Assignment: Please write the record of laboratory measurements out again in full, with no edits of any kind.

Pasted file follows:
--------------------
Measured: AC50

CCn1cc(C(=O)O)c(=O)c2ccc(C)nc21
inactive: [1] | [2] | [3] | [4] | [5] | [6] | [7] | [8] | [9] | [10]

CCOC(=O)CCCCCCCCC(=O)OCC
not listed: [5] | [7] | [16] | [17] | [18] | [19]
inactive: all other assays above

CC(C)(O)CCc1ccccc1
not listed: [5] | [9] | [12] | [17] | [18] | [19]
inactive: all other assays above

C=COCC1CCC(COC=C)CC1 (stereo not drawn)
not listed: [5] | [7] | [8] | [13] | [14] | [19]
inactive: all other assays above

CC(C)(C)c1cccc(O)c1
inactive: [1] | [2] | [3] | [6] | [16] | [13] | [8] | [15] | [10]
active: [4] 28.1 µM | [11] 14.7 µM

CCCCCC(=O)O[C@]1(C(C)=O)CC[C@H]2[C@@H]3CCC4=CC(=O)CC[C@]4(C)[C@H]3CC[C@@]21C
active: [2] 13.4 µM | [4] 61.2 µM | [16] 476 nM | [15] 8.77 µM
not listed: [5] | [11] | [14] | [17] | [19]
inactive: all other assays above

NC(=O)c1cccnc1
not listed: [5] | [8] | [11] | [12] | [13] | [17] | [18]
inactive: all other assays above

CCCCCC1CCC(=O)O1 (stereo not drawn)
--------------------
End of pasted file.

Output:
Measured: AC50

CCn1cc(C(=O)O)c(=O)c2ccc(C)nc21
inactive: [1] | [2] | [3] | [4] | [5] | [6] | [7] | [8] | [9] | [10]

CCOC(=O)CCCCCCCCC(=O)OCC
not listed: [5] | [7] | [16] | [17] | [18] | [19]
inactive: all other assays above

CC(C)(O)CCc1ccccc1
not listed: [5] | [9] | [12] | [17] | [18] | [19]
inactive: all other assays above

C=COCC1CCC(COC=C)CC1 (stereo not drawn)
not listed: [5] | [7] | [8] | [13] | [14] | [19]
inactive: all other assays above

CC(C)(C)c1cccc(O)c1
inactive: [1] | [2] | [3] | [6] | [16] | [13] | [8] | [15] | [10]
active: [4] 28.1 µM | [11] 14.7 µM

CCCCCC(=O)O[C@]1(C(C)=O)CC[C@H]2[C@@H]3CCC4=CC(=O)CC[C@]4(C)[C@H]3CC[C@@]21C
active: [2] 13.4 µM | [4] 61.2 µM | [16] 476 nM | [15] 8.77 µM
not listed: [5] | [11] | [14] | [17] | [19]
inactive: all other assays above

NC(=O)c1cccnc1
not listed: [5] | [8] | [11] | [12] | [13] | [17] | [18]
inactive: all other assays above

CCCCCC1CCC(=O)O1 (stereo not drawn)